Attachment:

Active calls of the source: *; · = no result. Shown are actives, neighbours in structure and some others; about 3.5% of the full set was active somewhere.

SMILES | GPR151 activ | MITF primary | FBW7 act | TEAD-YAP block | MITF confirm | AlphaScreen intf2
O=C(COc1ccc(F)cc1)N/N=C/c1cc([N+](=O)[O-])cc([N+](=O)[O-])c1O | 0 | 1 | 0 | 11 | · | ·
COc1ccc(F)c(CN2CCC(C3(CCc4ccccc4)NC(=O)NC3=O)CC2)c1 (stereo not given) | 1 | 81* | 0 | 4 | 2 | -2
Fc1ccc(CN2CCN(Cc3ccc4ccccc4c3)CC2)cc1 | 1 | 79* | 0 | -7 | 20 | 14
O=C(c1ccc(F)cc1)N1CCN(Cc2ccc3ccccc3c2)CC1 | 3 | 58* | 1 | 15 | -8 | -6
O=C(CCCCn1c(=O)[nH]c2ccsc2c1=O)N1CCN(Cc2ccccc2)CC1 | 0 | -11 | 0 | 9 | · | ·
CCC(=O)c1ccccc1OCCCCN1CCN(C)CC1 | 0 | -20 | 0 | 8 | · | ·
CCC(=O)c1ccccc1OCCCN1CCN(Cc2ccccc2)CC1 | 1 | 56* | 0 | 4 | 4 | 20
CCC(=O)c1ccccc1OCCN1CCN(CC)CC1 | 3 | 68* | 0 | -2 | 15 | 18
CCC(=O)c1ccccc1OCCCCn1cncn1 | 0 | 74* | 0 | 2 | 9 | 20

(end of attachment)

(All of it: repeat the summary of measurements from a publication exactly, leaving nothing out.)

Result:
Active calls of the source: *; · = no result. Shown are actives, neighbours in structure and some others; about 3.5% of the full set was active somewhere.

SMILES | GPR151 activ | MITF primary | FBW7 act | TEAD-YAP block | MITF confirm | AlphaScreen intf2
O=C(COc1ccc(F)cc1)N/N=C/c1cc([N+](=O)[O-])cc([N+](=O)[O-])c1O | 0 | 1 | 0 | 11 | · | ·
COc1ccc(F)c(CN2CCC(C3(CCc4ccccc4)NC(=O)NC3=O)CC2)c1 (stereo not given) | 1 | 81* | 0 | 4 | 2 | -2
Fc1ccc(CN2CCN(Cc3ccc4ccccc4c3)CC2)cc1 | 1 | 79* | 0 | -7 | 20 | 14
O=C(c1ccc(F)cc1)N1CCN(Cc2ccc3ccccc3c2)CC1 | 3 | 58* | 1 | 15 | -8 | -6
O=C(CCCCn1c(=O)[nH]c2ccsc2c1=O)N1CCN(Cc2ccccc2)CC1 | 0 | -11 | 0 | 9 | · | ·
CCC(=O)c1ccccc1OCCCCN1CCN(C)CC1 | 0 | -20 | 0 | 8 | · | ·
CCC(=O)c1ccccc1OCCCN1CCN(Cc2ccccc2)CC1 | 1 | 56* | 0 | 4 | 4 | 20
CCC(=O)c1ccccc1OCCN1CCN(CC)CC1 | 3 | 68* | 0 | -2 | 15 | 18
CCC(=O)c1ccccc1OCCCCn1cncn1 | 0 | 74* | 0 | 2 | 9 | 20